Amir Ohama, the Likud’s newest MK, on Monday launched the Knesset’s Gun Lobby Forum, probably the first parliamentary group in Israel’s history formed to advocate increased private gun ownership. Unlike the US, Israeli law views personal gun ownership not as a right but as a highly regulated privilege, reserved to very few non-military citizens. In fact, despite the image of Israel as a gun-toting society, personal gun ownership is very rare in the Jewish State.
But with ever-increasing Arab violence, and the undeniable fact that a very significant percentage of the Islamic terror attacks over the years have been foiled not by police and the IDF, but by armed civilians, the case for expanding gun ownership in Israel seems to make itself. As some of the people attending the Monday forum suggested, it’s actually a case of restoring private gun ownership, seeing as over the past few decades previous governments worked very hard to significantly reduce the number of personal weapons in Israel.
Only now, responding to the latest wave of terror, Minister of Internal Security Gilad Erdan, who also spoke at the forum, has been slowly loosening the restrictions on owning a personal weapon. Erdan voiced his support saying, “There are hundreds of thousands of potential terrorists who can simply go outside with a knife, screwdriver, or gun and carry out terror attacks. The police therefore cannot prevent every attack and we would like to see more skilled gun carriers in the streets to support them.”
One important announcement at the forum was a possible upcoming change in gun ownership rules. The gun licensing bureau recognizes that many Israelis with gun licenses tend to only shoot their weapon once in 3 years, when they need to renew their license. “I want to make sure that citizens who receive permits undergo special, comprehensive training,” Minister Erdan said, suggesting that the current training is “insufficient.”
The licensing bureau is planning to require that gun owners go to the range once a year, simply to refresh their shooting skills, and separate from renewing their licenses. This plan was well-received by the audience, who were advocating for experienced and responsible gun ownership.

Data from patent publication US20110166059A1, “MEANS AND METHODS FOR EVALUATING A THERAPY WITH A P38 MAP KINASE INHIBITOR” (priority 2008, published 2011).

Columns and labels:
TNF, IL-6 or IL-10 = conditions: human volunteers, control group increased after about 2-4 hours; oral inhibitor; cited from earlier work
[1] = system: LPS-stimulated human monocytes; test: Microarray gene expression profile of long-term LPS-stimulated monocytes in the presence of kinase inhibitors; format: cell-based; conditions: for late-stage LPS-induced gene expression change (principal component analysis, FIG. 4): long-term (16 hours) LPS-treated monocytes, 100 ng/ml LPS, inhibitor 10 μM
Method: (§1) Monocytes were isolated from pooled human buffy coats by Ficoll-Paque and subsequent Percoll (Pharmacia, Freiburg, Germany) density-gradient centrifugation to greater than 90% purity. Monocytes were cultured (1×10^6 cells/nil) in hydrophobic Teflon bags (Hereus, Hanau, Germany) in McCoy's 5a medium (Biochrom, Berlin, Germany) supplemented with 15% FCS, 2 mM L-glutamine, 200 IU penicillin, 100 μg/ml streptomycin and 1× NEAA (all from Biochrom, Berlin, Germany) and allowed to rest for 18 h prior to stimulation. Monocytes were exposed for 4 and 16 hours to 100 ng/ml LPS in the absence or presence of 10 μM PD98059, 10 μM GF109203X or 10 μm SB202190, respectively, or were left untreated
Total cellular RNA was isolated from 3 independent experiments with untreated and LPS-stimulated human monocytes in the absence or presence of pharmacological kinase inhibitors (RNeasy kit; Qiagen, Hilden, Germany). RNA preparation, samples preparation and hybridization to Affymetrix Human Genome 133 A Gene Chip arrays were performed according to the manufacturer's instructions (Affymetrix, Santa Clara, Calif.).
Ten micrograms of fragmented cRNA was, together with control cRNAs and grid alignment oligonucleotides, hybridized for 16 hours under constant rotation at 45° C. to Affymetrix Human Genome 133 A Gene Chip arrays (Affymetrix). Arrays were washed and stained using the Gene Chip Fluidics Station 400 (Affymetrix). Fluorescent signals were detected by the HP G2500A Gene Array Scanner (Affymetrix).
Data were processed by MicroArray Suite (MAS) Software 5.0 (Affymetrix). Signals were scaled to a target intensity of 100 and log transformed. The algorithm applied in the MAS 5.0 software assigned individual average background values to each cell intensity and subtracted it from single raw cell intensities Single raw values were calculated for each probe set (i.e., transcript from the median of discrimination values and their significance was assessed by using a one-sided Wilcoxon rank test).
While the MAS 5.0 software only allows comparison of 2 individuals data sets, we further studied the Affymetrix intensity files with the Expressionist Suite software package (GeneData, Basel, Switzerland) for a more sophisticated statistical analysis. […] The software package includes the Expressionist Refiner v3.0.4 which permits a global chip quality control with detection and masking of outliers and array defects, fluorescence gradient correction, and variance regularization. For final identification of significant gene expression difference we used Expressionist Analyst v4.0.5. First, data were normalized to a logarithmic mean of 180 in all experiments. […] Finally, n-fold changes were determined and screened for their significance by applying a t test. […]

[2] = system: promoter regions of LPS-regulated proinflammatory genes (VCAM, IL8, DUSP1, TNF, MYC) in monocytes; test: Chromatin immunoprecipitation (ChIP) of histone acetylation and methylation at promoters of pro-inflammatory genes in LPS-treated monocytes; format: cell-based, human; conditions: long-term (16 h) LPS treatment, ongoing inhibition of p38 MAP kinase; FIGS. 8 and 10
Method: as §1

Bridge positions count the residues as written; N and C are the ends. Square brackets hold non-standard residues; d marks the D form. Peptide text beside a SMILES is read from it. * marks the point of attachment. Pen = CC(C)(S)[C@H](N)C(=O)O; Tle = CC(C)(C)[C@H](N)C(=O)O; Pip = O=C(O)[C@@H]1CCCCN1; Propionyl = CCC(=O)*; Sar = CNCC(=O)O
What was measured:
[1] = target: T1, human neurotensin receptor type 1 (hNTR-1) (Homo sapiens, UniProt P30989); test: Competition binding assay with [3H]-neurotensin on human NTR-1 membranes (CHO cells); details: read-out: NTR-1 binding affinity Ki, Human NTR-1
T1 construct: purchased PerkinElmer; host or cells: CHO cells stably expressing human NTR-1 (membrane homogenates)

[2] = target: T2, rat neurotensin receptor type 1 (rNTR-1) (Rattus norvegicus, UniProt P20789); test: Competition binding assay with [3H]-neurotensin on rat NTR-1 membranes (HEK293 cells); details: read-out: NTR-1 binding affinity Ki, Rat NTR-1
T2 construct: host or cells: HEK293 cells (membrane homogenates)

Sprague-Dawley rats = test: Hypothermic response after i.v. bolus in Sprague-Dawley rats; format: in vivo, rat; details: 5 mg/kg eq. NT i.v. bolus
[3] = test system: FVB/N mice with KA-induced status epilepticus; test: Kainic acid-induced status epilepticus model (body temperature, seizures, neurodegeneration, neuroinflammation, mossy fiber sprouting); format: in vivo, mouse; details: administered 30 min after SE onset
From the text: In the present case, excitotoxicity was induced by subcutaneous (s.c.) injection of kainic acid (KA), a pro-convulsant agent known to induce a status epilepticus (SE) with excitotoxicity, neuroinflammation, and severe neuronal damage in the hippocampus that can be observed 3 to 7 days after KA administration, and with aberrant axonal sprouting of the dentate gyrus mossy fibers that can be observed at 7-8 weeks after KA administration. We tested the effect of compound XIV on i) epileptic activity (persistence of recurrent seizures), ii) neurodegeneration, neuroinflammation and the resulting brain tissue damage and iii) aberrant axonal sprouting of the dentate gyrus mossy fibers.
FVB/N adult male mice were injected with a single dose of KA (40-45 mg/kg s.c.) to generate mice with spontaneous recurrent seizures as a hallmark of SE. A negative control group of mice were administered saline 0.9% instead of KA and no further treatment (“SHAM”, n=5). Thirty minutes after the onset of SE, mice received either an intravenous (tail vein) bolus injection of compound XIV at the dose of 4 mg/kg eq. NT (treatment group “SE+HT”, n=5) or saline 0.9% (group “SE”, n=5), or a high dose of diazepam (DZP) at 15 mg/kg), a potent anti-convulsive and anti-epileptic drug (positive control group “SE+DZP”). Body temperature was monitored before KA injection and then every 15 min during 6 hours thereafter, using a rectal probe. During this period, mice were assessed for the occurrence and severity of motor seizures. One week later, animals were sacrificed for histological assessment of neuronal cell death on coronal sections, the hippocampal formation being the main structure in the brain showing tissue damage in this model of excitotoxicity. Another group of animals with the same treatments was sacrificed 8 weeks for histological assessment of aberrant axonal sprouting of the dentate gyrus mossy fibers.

But MK Ohana and the other MKs who joined his Knesset forum want a more liberal gun ownership policy in Israel, possibly one that views gun ownership as a right, certainly for those who served in IDF combat units.
The forum audience consisted of gun professionals, current and former security personnel, academics and gun advocates. But the meeting wasn’t without its naysayers: a few anti-gun activists as well as one leftwing Meretz MK, Tamar Zandberg, made an appearance to tell the audience that guns are bad, the idea of citizens owning guns is bad, and the average citizen can’t be trusted to own weapons outside of the police and military framework. To make their case, several leftwing speakers repeatedly resorted to the same very limited number of examples of handgun violence in Israel, failing to note that the vast majority of misused guns have been by people who owned them illegally (as in the oft-repeated example of the Dizengoff terrorist, who on New Year’s day used a stolen weapon, and was able to spray so many people with bullets and then escape because, unlike Jerusalem, no one in liberal Tel Aviv had a personal weapon to shoot him with).
The audience also pointed out, shouting down the leftist speakers, that a significant percentage of terror attacks have been foiled by armed civilians and not by security personnel.
One woman in the audience pointed out that by restricting personal gun licenses, one isn’t protecting women from violence as the Left claim, but rather, it limits the ability for women to defend themselves.
Other attendees included MKs Nava Boker, Yoav Kish, Nurit Koren, David Bitan and Oren Hazan of the Likud party, along with experts and heads of gun-related organizations and academics.
One of the more amusing incidents, which had the entire room on the floor laughing, was the over-the-top entrance by the controversial and truly funny MK Oren Hazan, who announced his vociferous support for MK Ohana’s initiative.
For most participants in the Monday forum, it was clear they believed that the average citizen should have maximum gun ownership rights, as long as those rights were exercised responsibly.